My boss just bought a Prius due to the death of his extremely high mileage car, and got a really great deal and extremely generous trade in after he played one Toyota dealer against the other. He got the rearview camera, but finds the hatchback view highly irratating to the point of ongoing discussions with Toyota corporate.
We drive, when we drive, a hybrid Saturn Vue because we need that kind of hauling capacity. It also has a great hybrid system warranty -- when the system started acting up (well, failing) we ended up getting an entire new system put in (partly because the dealer didn't call corporate to find out what to do so they kept replacing one part after another).
I think you will be happy.

Parma Powerdown said...

It's gorgeous! I'm jealous.

And one note since you haven't bought cars in a while... Toyota's extended warranty is great. We didn't get it because we thought it would be a sham (like those programs often are) BUT the warranty we did have they honored so well and professionally that we now kick ourselves whenever we hear the word 'warranty' (thankfully that is not often). Toyota actually stands behind their product and takes care of their obligations. Amazing.

M

Shamba said...

I'm going to take note of your comments on the car and how it looks, too. It's pretty nice looking car and someday my 11 year old chevy Malibu will give out, but for my driving these days it's just fine.

shamba

dixiebelle said...

Ooh, congratulations! Looks good, and is good for you!

Theresa said...

Very nice looking green machine! I didn't realize the battery replacement cost was, well, that low. I had heard in was in the vicinity of the $10K mark, although this was shortly after the Prius first came out many years ago, and also in Canadian dollars.

I'm glad you were able to find something that is good for you and not too bad for the environment.

Anonymous said...

Congrats!

Doesn't it seem odd that so much thought would go into building a car and they didn't get that you have to be able to see out the rear window? Sometimes you have to wonder...

Lewru said...

Yay! So happy for you! I'll miss Old Blue, though. She was the stalwart. I'm sure you're having fun (and eco-conscience soothing) in your new wheels!

Peak Oil Hausfrau said...

Lewru - Well, hubby drives the Prius most of the time. But I do enjoy knowing we'll be having a much lower impact on the environment.

Ah, Old Blue. I hope she gets a new owner who will appreciate her great mpg (30 - impressive for a 1993 model!)

Kiashu said...

Actually, around half the impact of a car comes from its manufacture, and half from its fuel burning.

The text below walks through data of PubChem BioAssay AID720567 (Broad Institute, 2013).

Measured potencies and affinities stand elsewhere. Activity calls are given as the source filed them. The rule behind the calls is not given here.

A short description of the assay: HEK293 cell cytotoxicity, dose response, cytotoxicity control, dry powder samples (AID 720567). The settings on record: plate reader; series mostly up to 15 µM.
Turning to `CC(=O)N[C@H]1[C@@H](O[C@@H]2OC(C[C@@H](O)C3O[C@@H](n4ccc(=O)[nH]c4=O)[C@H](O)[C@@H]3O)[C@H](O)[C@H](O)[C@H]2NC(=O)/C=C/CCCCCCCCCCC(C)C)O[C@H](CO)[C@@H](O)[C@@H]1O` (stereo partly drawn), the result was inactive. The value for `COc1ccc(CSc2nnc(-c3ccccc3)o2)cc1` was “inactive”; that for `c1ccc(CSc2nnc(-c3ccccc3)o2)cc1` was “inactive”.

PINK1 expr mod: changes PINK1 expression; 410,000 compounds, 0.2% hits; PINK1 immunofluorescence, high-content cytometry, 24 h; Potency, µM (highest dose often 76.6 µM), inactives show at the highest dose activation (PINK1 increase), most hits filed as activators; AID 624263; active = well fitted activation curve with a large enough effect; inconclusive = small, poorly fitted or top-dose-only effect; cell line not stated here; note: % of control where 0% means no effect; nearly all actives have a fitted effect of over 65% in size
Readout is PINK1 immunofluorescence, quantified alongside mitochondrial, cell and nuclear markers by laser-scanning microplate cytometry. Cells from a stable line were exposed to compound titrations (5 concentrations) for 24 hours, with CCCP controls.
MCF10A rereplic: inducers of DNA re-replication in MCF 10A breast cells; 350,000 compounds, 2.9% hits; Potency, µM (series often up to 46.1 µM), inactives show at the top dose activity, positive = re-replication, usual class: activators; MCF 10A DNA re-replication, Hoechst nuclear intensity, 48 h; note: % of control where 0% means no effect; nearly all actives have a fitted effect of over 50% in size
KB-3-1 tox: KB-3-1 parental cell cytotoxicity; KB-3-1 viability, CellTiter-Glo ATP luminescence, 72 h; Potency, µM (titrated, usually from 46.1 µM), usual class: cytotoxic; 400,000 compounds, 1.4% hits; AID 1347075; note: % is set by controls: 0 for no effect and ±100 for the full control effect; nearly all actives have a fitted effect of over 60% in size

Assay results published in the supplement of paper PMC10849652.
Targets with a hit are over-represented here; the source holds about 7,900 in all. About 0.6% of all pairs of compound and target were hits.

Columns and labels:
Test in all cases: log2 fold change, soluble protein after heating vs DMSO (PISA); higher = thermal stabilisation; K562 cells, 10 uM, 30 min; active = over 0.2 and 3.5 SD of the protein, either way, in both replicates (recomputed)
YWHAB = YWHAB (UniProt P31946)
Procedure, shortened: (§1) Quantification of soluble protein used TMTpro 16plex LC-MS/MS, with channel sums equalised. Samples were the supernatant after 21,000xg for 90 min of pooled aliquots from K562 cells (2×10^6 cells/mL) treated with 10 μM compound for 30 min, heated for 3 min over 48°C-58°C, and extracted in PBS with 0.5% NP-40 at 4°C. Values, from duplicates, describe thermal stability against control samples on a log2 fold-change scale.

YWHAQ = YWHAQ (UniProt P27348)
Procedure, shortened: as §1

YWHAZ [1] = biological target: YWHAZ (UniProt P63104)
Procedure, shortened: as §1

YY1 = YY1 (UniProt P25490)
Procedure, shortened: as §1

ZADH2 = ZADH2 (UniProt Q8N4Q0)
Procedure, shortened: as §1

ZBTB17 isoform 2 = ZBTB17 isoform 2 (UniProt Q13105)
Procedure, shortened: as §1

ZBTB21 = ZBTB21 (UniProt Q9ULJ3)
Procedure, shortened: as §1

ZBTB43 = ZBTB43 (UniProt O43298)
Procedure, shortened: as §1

Hybrids are a bit more complex to manufacture, so while they have less emissions during use, they have more in construction, and it balances out.

Where a hybrid is useful and will cause less overall impact than a conventional car is for people with unavoidably large amounts of driving, like taxi drivers.

For someone doing 35 miles a week, a conventional car is actually less impact overall. Of course, a bicycle or your feet would be even less ;)

I always suggest this exercise: for one week, pretend that your car or cars don't work. How will you cope? What will you do to get from A to B instead? If you coped with that week, then you should get rid of your car because you don't need it - you can cope without it. If you didn't cope, then okay, keep it.

Most of us can at least drive less. Instead of spending (say) $5,000 extra for 20% better fuel efficiency, we could just drive 20% less, and save $1,000 or so each year.

Peak Oil Hausfrau said...

Kiashu -

Thanks for your comments. Since we bought a used car, not new, there was no new energy or materials expended for us to get the car.

I have heard differently - it's not 50/50 manufacture/driving, it's more like 30/70.

We have already cut down on our driving by a large margin, somewhere in the range of 60% less than the average Americans. I work from home, so that helps a lot. OKlahoma City is extremely spread out and we have minimal public transport here. This Prius will reduce our impact on what we DO have to drive.

Reminiscences said...

Investigate some plug-in kits, if you've some spare change around...?

A little googlage (plug in prius kit) reveals kits for 5, 10 up to 30k.

enjoy!

Anonymous said...

Anyone driving a hybrid should be aware that they are missing a crucial safety feature, one which prevents uncountable injuries and potential deaths every day -- engine noise. Please recognize that if you are driving a hybrid, most of the time pedestrians, bicyclists, and anyone in the vicinity CANNOT HEAR YOU and thus lack their accustomed early warning cues to oncoming traffic. I really think these cars should come with a warning about this. I have seen many, many near misses, where a pedestrian thought he had plenty of time to cross but WHIZZ around the corner, with no advance warning, comes a silent Prius. Please be careful.